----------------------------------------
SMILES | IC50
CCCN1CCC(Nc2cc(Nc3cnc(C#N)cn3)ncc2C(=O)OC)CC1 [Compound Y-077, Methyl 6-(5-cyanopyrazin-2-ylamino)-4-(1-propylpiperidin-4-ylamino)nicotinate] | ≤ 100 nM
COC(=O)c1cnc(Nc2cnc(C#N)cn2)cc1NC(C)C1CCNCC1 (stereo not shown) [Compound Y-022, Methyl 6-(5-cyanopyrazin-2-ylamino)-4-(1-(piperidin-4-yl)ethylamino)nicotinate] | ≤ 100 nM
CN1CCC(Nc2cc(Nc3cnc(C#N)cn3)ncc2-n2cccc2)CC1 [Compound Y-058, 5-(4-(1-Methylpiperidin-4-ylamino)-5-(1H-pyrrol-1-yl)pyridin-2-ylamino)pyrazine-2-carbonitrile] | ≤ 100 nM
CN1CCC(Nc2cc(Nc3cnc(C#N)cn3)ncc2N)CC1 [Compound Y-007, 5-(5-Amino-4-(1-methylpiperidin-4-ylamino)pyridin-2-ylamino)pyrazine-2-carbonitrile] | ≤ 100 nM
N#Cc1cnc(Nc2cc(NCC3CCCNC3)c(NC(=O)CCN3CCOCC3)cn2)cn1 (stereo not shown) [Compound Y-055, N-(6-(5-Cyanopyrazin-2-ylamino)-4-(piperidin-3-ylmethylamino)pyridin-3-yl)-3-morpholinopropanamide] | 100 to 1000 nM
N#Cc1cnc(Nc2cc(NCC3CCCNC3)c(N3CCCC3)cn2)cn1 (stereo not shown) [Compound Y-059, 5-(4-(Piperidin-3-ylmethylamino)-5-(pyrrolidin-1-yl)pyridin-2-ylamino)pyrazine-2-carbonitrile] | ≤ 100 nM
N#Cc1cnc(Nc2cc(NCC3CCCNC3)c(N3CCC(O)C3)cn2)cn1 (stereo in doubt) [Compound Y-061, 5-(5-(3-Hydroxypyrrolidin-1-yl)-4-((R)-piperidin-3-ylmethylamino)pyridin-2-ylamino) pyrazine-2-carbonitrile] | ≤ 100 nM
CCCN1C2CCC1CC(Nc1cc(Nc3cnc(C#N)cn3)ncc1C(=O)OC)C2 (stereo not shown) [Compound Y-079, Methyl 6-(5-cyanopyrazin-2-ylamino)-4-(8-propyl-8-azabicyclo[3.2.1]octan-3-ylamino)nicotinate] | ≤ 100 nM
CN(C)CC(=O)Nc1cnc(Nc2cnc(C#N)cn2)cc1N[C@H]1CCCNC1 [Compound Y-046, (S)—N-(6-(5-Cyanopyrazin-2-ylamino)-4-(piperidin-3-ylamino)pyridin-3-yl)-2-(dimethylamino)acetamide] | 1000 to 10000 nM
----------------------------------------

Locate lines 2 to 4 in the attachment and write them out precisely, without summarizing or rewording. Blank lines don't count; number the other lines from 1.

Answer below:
CCCN1CCC(Nc2cc(Nc3cnc(C#N)cn3)ncc2C(=O)OC)CC1 [Compound Y-077, Methyl 6-(5-cyanopyrazin-2-ylamino)-4-(1-propylpiperidin-4-ylamino)nicotinate] | ≤ 100 nM
COC(=O)c1cnc(Nc2cnc(C#N)cn2)cc1NC(C)C1CCNCC1 (stereo not shown) [Compound Y-022, Methyl 6-(5-cyanopyrazin-2-ylamino)-4-(1-(piperidin-4-yl)ethylamino)nicotinate] | ≤ 100 nM
CN1CCC(Nc2cc(Nc3cnc(C#N)cn3)ncc2-n2cccc2)CC1 [Compound Y-058, 5-(4-(1-Methylpiperidin-4-ylamino)-5-(1H-pyrrol-1-yl)pyridin-2-ylamino)pyrazine-2-carbonitrile] | ≤ 100 nM